An open letter to Declan .. his reply .. and mine. Date: Mon, 18 Jan 1999 21:06:29 -0800 (PST) From: DanTCC Subject: Re: Your NBC colleague To: Hello Declan: On behalf of an NBC colleague, you asked for assistance finding families in the NY/NJ region who are making Y2K preparations and planning to go off grid. Perhaps I can help. First we need to deal with an issue of geography. I'm not in New York or New Jersey. In fact, I live in the northwoods of the upper midwest, thousands of miles distant from your desired area. Next .. I'd like to briefly introduce myself. I'm a 23 year veteran of the computer industry with a graduate degree in Engineering. My experience spans a host of computer, electronics, and allied fields from government and the military to the private sector. I'm also the former Director of Computer Services for a college. I presently teach college computer classes and also work as a volunteer with my state's Department of Emergency Services on the Y2K issue. Recently one of our state legislators asked me to participate with our Governor's Committee on Y2K. As a part-time writer for a magazine for the past ten years, I am a low-key member of the media. In my view, this doesn't paint me as an extremest, survivalist, or any of the other common names pundits so oft apply to people with a divergent yet prudent approach to life. Now then .. your request didn't fall on deaf ears, but it did fall on very sensitized ones. Many people view preparation as prudent, not alarmist, not extremest, nor any of the stereotypical labels often tagged to such actions. Unfortunately, past attempts by network or other media to cover this type of story have portrayed them in an almost cynical light. The reporters take liberties with the people by attempting to sensationalize the story. To achieve this, they use the words that most often seem to catch the ear (and the ratings) of the viewers/listeners. Subsequently, those who've been interviewed have inevitably been portrayed in a very uncomplimentary and often incorrect manner. On hearing of an approaching hurricane, people in Florida board up their homes and businesses and head inland. Are they labeled "survivalists". No. They're viewed as prudent. No one laughs when we insure our homes .. just in case. No one points a finger and calls a family foolish if they run for the basement after hearing a tornado warning .. just in case. No one thinks of a person as proffering "doom and gloom" if they advocate carrying the recommended winter-preparedness equipment in their cars in cold weather. Regrettably, media .. especially television .. seems bent on covering people who are preparing, and then add their particular bent or agenda to capture the attention of the viewer. The American Red Cross and FEMA have both advised it, so why should people who follow their recommendations be called anything but prudent? They shouldn't .. but it happens. Consider one year ago today. Quebec and New England were deep in the grips of a record ice storm. For many, power was off for five weeks. Even this year, some residents in the southeast US suffered through more than three weeks without power. Most were unprepared .. and some died. Had they taken steps to prepare in advance .. would they have been labeled "survivalists" too? It's difficult to say. When a serious accident occurs, it's common to see an over-zealous reporter shove a mic and camera in the face of a suffering victim. The crass lack of sensitivity is inexcusable .. yet it happens daily. Why? Because it's often seen as bolstering ratings. News is a very competitive business. We need to be first. We need to be exclusive. We need to be the most attention-getting. We also need to be aware of the feelings of those we interview. We need to be more empathetic. We need to show more understanding. Sadly .. these are all too absent. That having been said .. one of the most important things that we in the media can do is educate ourselves before ever trying to cover a story. This includes your "longtime technology reporter". I'll be blunt here. Even with 23 years of experience in the computer industry .. even with a Master's Degree in Engineering .. even with my many years working with government, military, and industrial computer systems .. even with all of that and more .. the magnitude of the Y2K situation caught me completely off guard .. and I'm not one prone to be easily affected by such events. The problem that we know as "Y2K" goes far beyond the computer on our desks. It's bigger than the computers in the office. Just because your company or organization thinks it's got its act together .. they better think again. Y2K goes beyond what almost anyone can begin to imagine. The best thing you and your colleagues can do would be to educate yourselves on Y2K. It's a time-consuming task. If you don't think you have the time .. make time. You owe it to your viewers/listeners. There's nothing worse in this profession than a half-baked job of journalism. We have enough of that already. Don't add to it. If you'd like to follow up on this in a fair and unbiased manner without a preconceived ratings-oriented or other sensationalist-based agenda .. I'll be happy to do what I can to assist. Conversely, if you wish to pursue the issue from any other perspective, please count me out. Based on responses from others who apparently know of your past treatment of this subject, and whom have replied to your post, I'm already predisposed to believe you're a member of the latter group. Am I in error? I had planned to share a Y2K media source website with you .. but given what I've just read in the way of the responses to your query .. I'm reluctant to do so. Please forgive the misjudgement if I'm in error, but lacking evidence to the contrary, it's all I have on which to base my decision at this time. As there are at least two sides to an issue, please feel free to clarify and/or refute the aformentioned impression. You may contact me at: Regards from the upper midwest northwoods. Dan --- His reply .. and mine to his ... --- Date: Mon, 18 Jan 1999 22:39:46 -0800 (PST) From: DanTCC Subject: Re: Your NBC colleague #2 To: Declan McCullagh ---Declan McCullagh wrote: > > Dan, > > Thanks for writing. But truly, I don't need the background! I was the first reporter to cover Y2K survivalism nearly a year ago -- check out > > I'm not sure what you mean by "media source website." Groups like the Cassandra Project list a bunch of local groups. > > But playing hard to get will make reporters ignore you, not take you seriously. > > -Declan ========== Reply Separator ========== Declan: Not playing hard to get at all. In fact .. the site I referenced contained media-specific information. It's not a commercial site nor does it offer anything for sale. It's a plain English, logically oriented site with a number of specific links to clearly credible sources. And with regard to "...But playing hard to get will make reporters ignore you, not take you seriously." Interesting to see that you view caution in approaching someone on this issue as "playing hard to get". The fact is .. It's just the opposite. I had planned to share. Being a writer myself .. and having already been misquoted by ill-informed reporters, I had no idea who you were or where you were coming from, so to speak. In contrast to your perceptions, I'm heavily booked with a variety of media including radio, television, and newspapers. I'm able to impart a message without labeling those involved. Re: "... I was the first reporter to cover Y2K survivalism nearly a year ago..." Longevity on an issue doesn't automatically convey credibility, accuracy or understanding of feelings of others. What caught my eye was your choice of the word "survivalism" with which you elect to label people who prefer to take the steps they feel are prudent. That to me is at the heart of the issue. Do you label people who wear seatbelts "survivalists"? How about those who take precautionary steps to avoid the wrath of severe weather? Why then do you insist on attaching it to those who feel it necessary to follow the advice of the Red Cross and various federal agencies? It's up to each individual to take what steps they deem prudent, appropriate, and proper. Some people in the path of a level-5 hurricane see fit to go hundreds of miles inland away from the storm. Some don't. Do those who elect to leave get labeled as "survivalists". No. They are usually called "residents of an area" .. and sometimes "victims". I have yet to hear any network coverage referring to them as "survivalists". Perhaps by your term, it's unfortunate that there weren't more "survivalists" in Central America. Perhaps the death toll would not have been in the tens of thousands when Hurricane Mitch slammed ashore. Sadly .. people abhor labels. Labels tend to detract from the truth. Mr. Roger Boisjoly was labeled a "kook" by some. Ever hear of him? I'm sure you have. You strike me as fairly articulate and well-read. He was labeled too. They called him a "trouble maker" and a "whistle-blower". His message was ignored. As a result, our nation watched in horror as the Challenger blew up a mere 73 seconds after liftoff. By labeling him, he was put into a box. It meant to many that he was no longer credible. Morton Thiokol management bet that he was wrong. They lost the bet. Seven people paid the ultimate price for that gut-wrenching error. It appears to me that you prefer to play up the typical media agenda for ratings. By insisting on labeling people "survivalists", you impart an image of wild-eyed radicals to the uninformed public. That's a shame. For in doing so, I feel that I too must then be considered a "survivalist". I too am following the advice of the Red Cross. I too am doing what I can to help educate others to prepare .. just in case. You see .. those are the three magic words .. "just in case". I'd suggest you review the State of the State address given recently by the Governor of South Dakota. He was very blunt in his assessment of the situation. He was candid in his admission when he stated that he'd "bit his lip and kept quiet" on the issue until he could do so no longer. Perhaps you consider him a "survivalist" too? I also suggest you contact various credible sources in your own back yard. I've met many people in my recent travels who are members of the media, government, law enforcement, and other everyday groups who are preparing. I guess we're all "survivalists" in your book. It's regrettable that reporters of your ilk insist on covering this aspect of the issue in the manner you've selected. It does serious injustice to the public and to reputable reporters. It also gives cause to the public to ignore both the messenger the message at a time when they need to devote their fullest attention to both. Try dropping the lable. Try looking at people as just what they are. Everyday people. They are teachers. Members of government. College administrators. County maintenance workers. Employees of University Extension Services. Auto mechanics. Ministers and other clergy. Doctors. Nurses. Reporters. Yes .. even other reporters. By doing what they deem appropriate, are they all "survivalists" in your book too? Consider this: If Y2k turns out to be a big bump in the road as some predict, and people have taken prudent precautionary steps just in case, what harm is done? If people start now to gradually stockpile food and water, and this all is a big ado about nothing, they can eat the food, drink the water, and go on with a big smile on their face. They may even be a bit better equipped to deal with future unforeseen events. However... if Y2k turns out to be something serious, and people have NOT acted... can you even begin to imagine the potentially tragic outcome? By labling people .. the uninformed public tunes out to the message. When they tune out, they take no action. Wisconsin State Representative Sheryl Albers said it best .. "People who are prepared don't panic." By causing people to tune out, consider the possible consequences. Try sleeping on this for a bit and take another run at it .. without labels. What will it hurt? Regards from the northwoods. Dan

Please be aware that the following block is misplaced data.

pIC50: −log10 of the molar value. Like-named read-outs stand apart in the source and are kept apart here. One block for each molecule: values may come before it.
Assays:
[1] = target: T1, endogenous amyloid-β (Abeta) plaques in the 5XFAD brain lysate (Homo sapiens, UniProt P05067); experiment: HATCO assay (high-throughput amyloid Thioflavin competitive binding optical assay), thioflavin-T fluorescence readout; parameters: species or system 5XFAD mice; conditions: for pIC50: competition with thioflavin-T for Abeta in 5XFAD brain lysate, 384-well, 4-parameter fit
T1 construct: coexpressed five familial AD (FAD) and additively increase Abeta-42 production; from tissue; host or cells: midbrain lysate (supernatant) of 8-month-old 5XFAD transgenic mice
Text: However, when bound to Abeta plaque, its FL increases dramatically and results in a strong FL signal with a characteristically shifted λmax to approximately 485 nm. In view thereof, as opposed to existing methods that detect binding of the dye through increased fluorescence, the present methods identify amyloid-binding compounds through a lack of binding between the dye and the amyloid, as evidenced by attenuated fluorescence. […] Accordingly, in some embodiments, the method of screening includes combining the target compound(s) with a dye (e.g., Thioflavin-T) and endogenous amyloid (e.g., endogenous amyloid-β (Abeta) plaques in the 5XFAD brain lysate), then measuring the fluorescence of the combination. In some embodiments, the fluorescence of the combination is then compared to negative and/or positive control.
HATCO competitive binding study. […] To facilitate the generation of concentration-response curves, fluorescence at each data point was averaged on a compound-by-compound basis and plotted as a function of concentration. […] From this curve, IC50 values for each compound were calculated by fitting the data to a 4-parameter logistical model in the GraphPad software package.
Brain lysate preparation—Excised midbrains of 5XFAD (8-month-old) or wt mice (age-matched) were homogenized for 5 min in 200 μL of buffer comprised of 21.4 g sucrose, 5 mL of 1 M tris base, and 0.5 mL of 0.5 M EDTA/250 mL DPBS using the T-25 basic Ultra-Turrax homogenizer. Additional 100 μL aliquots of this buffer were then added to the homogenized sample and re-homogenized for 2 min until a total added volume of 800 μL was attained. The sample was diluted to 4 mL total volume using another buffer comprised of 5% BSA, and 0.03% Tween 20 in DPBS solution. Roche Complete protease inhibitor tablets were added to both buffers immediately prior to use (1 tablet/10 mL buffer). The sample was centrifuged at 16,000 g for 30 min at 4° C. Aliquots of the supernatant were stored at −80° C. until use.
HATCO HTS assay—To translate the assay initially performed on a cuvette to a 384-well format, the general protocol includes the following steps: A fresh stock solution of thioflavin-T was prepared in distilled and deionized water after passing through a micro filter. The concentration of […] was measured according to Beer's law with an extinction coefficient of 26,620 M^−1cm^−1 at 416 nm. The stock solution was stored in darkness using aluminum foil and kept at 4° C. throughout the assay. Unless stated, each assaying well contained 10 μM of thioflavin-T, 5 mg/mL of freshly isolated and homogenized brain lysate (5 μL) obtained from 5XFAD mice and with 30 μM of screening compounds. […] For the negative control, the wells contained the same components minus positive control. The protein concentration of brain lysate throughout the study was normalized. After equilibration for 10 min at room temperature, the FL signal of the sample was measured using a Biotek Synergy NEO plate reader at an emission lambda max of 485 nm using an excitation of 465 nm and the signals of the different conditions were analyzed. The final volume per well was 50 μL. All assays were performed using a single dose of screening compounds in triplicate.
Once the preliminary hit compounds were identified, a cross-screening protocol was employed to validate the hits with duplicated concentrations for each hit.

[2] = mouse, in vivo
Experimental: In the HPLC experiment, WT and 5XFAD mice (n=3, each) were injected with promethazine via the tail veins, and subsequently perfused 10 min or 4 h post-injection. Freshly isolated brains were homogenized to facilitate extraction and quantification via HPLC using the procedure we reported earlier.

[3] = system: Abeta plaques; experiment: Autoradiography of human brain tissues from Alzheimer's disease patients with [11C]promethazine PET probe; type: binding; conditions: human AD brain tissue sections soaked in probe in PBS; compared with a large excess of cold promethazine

-- Dan (, January 19, 1999.